A DENIAL OF REALITY so abject as to motivate an attempt to expel of one of their best servants in Martin Ferguson from the ALP showcases the incompatibility of labour unions with any meaningful role in modern Australia; this archaic, feather-bedded, self-serving cabal of rent seeking Neanderthals is a pox on Australia, its governmental and social institutions, the ALP, and on workers they pretend to represent but rather compromise and imperil.
It is, perhaps, one of those delicious ironies that a group of thugs who profess undying hatred and contempt for “conservatives” should in fact be the most conservative band of troglodytes in this country itself, but this is the reality of the “modern” union movement in Australia.
Dwindling in size and number but clinging stubbornly and malignantly to long-outdated organisational structures that they refuse — almost violently — to submit to transparent standards of governance, Australia’s unions are today a byword for mindless attacks on business, compromising the employment of their members through frivolous wage claims, and the ruthless purging and victimisation of anyone in their ranks who dares speak out about the deep culture of thuggery that sustains an edifice that is predicated on a lie.
I suggested to readers a few days ago following a brutal onslaught on Twitter from union thugs and associated mouthpieces for the labour movement that I would have something to say on the subject at some point this week; I have been pipped at the post to a degree by the appearance of an excellent article in The Australian today by Janet Albrechtsen — no friend of the Left — and I will come back to that fine missive shortly.
But to fill readers in on the shitfight (an understatement if ever there was one) I got embroiled in on Twitter over the weekend, I must say that an attempt to discuss the fraught issue of penalty rates soberly and intelligently was responded to with some of the most ridiculous slurs and insults I have ever heard; I’m a big boy of course, with the hide of a rhinoceros, and this sort of thing doesn’t faze me in the least.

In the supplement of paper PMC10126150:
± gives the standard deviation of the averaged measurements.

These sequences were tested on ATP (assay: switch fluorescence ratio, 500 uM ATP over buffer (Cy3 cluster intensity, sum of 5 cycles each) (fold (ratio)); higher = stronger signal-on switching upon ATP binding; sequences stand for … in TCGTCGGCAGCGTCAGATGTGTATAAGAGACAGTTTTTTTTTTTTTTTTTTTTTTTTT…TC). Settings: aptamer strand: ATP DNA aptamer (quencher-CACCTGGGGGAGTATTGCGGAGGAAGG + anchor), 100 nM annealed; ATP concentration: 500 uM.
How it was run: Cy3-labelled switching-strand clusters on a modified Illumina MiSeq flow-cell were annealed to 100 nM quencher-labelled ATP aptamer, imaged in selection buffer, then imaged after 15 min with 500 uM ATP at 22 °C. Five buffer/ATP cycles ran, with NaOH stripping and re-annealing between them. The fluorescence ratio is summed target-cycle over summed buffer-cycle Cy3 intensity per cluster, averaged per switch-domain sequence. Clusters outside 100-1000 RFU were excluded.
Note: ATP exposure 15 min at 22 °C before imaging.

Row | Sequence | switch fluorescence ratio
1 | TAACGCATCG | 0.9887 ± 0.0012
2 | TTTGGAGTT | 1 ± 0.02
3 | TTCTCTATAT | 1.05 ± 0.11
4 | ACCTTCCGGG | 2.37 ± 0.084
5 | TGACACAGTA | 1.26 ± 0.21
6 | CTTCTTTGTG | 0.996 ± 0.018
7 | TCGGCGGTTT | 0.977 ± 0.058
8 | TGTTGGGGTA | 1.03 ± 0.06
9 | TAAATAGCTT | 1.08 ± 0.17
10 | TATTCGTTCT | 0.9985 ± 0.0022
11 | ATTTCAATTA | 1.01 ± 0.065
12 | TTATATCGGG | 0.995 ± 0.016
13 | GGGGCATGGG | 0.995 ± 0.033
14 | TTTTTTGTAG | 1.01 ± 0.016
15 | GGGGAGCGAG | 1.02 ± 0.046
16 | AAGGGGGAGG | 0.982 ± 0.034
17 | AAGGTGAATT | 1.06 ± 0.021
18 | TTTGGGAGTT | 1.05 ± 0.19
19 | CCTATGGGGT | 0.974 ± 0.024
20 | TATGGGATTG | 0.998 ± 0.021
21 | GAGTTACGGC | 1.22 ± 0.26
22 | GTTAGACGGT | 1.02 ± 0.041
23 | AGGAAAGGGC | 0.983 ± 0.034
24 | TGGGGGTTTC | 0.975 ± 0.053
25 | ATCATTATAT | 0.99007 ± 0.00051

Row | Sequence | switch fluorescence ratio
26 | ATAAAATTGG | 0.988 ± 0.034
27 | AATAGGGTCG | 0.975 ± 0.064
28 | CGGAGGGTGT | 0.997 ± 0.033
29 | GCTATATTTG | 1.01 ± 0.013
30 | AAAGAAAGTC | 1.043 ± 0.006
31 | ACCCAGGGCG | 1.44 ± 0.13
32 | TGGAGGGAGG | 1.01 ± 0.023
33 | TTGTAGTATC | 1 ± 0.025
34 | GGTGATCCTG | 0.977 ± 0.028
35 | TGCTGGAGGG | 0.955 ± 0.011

But for once, it’s noteworthy not because of the undiluted hatred and venom hurled in my direction, but on account of the bald assumptions made about me by people I don’t know and the total insistence among themselves (and presumably publicly, for Twitter is no private platform) that they were right that does make me shake my head, for if this is indicative of how the unions treat any individual seeking to engage in discussion then it’s little wonder they carry so little moral authority (or membership) among ordinary Australians today.
Weeding out the proliferation of Fs and Cs that were thrown my way, I was a “Tory arsewipe” who was on “six figures” who championed “slave wage rates” in my “brutal attack upon Australian workers;” penalty rates — about which I was said to have never worked in a role that attracted them — were something I cruelly and callously wanted to take away from decent people struggling to make a living. I was on a vicious crusade to destroy workers and advocate for business, which had “fat enough profits” to pay more without endangering the viability of individual enterprises: and when pressed on the struggle of small businesspeople to make a living, I was high-mindedly told that people should ensure they could pay all penalties and plan for wage rises before they opened a business, and that if they couldn’t afford to trade on a Sunday (for example) they shouldn’t bother going into business at all as Sunday penalties were a “right” of workers that is “stolen” by businesses who close “to avoid paying what they owe.”